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Thursday, July 1, 2010

Saudi Arabia: Background and U.S. Relations

Christopher M. Blanchard
Analyst in Middle Eastern Affairs

The kingdom of Saudi Arabia, ruled by the Al Saud family since its founding in 1932, wields significant political and economic influence as the birthplace of the Islamic faith and by virtue of its large energy reserves. Since 2005, King Abdullah bin Abd al Aziz Al Saud has sought to strengthen Saudi relations with European and Asian counterparts and has worked to build and lead an Arab consensus on regional security issues such as Lebanon and the Israeli-Palestinian conflict. Domestic reforms under King Abdullah have codified royal succession rules, begun restructuring the justice system, and updated some educational curricula and practices. An Al Qaeda-inspired terrorist campaign inside the kingdom appears to have ebbed as security improvements and anti-extremism campaigns have been implemented. However, Saudi authorities remain focused on the threat of a resurgence in domestic terrorism. In March 2010, officials announced the arrest of over 110 individuals suspected of continuing involvement in Al Qaeda activities. Robust energy export revenues in recent years strengthened the kingdom's regional and global economic position and are now providing Saudi leaders with resources to meet investment needs and fiscal challenges posed by the global economic downturn.

A close Cold War-era relationship between the United States government and the ruling Al Saud family was built on shared interests in securing Saudi oil production and in combating global Communism. Since the end of the Cold War, the emergence of the Al Qaeda terrorist threat and volatile regional security conditions in the Middle East have tested U.S.-Saudi relations. The direct participation of 15 Saudi nationals in the terrorist attacks of September 11, 2001, and the identification of several Saudi nationals and entities as alleged supporters of terrorism have called into question Saudi Arabia's reliability as an ally for some U.S. observers. Increased official counterterrorism cooperation and shared concerns about Iranian foreign policy have provided a new strategic logic for U.S.-Saudi security relations since 2003. Long-standing defense ties remain intact, and U.S. arms sales have continued, with over $18.7 billion in potential Foreign Military Sales to Saudi Arabia approved by the executive branch and Congress since 2005.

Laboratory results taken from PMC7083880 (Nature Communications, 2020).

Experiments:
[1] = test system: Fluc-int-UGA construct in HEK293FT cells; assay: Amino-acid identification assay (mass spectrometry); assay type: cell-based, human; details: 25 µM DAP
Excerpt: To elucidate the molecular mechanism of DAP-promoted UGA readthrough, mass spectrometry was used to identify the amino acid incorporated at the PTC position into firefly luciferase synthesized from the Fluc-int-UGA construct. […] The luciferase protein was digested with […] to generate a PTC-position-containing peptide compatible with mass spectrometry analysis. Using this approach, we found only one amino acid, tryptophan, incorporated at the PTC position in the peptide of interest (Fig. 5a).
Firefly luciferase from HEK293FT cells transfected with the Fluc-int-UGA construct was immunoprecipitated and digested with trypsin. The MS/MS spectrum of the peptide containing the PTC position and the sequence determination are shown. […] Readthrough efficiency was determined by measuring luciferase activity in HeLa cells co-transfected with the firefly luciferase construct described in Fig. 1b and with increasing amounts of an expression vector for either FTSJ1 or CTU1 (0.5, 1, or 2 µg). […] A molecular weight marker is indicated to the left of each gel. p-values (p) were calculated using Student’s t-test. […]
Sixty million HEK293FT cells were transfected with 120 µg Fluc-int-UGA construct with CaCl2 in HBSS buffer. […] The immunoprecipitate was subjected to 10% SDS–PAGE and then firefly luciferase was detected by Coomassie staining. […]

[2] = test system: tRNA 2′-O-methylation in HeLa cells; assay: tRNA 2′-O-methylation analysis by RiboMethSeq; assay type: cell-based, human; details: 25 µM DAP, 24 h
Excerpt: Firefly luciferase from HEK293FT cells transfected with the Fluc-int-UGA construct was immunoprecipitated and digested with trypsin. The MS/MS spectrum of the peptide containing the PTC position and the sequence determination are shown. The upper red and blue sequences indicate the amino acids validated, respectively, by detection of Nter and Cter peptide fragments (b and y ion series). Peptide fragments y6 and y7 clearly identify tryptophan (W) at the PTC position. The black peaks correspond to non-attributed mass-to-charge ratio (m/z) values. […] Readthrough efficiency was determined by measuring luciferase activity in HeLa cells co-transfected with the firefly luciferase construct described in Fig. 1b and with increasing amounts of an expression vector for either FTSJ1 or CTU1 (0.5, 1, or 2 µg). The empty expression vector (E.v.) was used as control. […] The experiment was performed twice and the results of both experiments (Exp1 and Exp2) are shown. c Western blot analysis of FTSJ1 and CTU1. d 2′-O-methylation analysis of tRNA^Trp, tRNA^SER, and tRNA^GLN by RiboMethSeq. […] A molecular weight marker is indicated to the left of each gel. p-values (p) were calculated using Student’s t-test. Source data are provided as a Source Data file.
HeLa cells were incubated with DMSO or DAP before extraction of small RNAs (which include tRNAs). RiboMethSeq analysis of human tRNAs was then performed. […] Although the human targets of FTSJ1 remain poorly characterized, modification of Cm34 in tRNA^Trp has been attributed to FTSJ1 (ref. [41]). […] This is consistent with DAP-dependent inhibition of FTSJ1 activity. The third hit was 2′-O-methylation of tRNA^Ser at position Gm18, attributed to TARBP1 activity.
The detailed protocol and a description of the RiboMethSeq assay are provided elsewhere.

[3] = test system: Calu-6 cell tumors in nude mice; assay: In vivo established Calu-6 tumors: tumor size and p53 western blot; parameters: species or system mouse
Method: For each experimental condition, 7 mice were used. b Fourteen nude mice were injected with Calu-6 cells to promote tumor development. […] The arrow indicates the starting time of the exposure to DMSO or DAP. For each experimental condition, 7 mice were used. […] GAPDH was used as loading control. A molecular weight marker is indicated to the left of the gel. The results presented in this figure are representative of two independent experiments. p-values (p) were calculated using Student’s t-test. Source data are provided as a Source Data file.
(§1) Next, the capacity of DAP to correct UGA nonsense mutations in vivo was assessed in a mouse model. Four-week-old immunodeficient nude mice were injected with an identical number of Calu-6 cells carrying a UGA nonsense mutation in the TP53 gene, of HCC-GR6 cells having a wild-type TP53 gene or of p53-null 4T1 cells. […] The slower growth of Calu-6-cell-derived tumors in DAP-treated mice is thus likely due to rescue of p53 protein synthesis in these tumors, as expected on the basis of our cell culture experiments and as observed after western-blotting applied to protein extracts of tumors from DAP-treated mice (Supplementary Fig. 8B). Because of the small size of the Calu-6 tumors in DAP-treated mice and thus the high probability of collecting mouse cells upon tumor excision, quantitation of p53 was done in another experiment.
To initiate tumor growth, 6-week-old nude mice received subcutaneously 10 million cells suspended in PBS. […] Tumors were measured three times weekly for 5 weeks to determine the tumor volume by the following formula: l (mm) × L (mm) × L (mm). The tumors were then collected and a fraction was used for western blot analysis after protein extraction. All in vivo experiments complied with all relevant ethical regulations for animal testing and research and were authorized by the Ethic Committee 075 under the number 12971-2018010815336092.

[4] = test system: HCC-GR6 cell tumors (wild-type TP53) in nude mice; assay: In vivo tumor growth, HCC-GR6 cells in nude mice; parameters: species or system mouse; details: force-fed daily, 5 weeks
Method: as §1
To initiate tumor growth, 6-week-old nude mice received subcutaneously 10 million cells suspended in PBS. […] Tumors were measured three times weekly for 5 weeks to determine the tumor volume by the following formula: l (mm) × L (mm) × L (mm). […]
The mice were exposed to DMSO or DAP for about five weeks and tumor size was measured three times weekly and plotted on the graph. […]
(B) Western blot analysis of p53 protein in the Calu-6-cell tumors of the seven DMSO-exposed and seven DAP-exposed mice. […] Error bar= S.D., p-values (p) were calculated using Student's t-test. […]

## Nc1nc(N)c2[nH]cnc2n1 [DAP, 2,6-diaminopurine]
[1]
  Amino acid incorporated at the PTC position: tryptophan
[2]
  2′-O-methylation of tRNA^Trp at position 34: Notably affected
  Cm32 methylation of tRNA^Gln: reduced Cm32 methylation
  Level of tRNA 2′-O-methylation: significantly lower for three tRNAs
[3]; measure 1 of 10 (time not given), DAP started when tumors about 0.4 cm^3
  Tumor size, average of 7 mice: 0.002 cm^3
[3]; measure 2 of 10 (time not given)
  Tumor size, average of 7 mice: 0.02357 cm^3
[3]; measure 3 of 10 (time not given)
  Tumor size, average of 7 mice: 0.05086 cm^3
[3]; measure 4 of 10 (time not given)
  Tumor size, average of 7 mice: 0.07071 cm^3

While security cooperation has improved since 2003, the United States and Saudi Arabia continue to face a core challenge identified by the 9/11 Commission in its final report: defining a broader bilateral relationship that "leaders on both sides are prepared to publicly defend." The Obama Administration has continued to hold high-level consultations with key decision makers in the Saudi royal family on issues of mutual concern, including energy policy, finance, Israeli-Arab peace, Iran, trade, and counterterrorism. In conjunction with a May 2008 visit by President Bush to Saudi Arabia, the previous Administration announced new agreements relating to nuclear cooperation, infrastructure security training, and visas.

The Obama Administration has signaled its intention to engage the Saudi government as a strategic partner in efforts to promote regional stability and to defeat Al Qaeda. The 111th Congress has considered foreign assistance requests for Saudi Arabia and prohibited the use of FY2010 funds for assistance to Saudi Arabia, subject to a national interest waiver authority granted to the Secretary of State. The Obama Administration is requesting $360,000 in border security assistance and $10,000 in International Military Education and Training (IMET) funding for Saudi Arabia in FY2011. This report provides background information about Saudi Arabia and analyzes current issues in U.S.-Saudi relations

Date of Report: June 14, 2010
Number of Pages: 58
Order Number: RL3533
Price: $29.95

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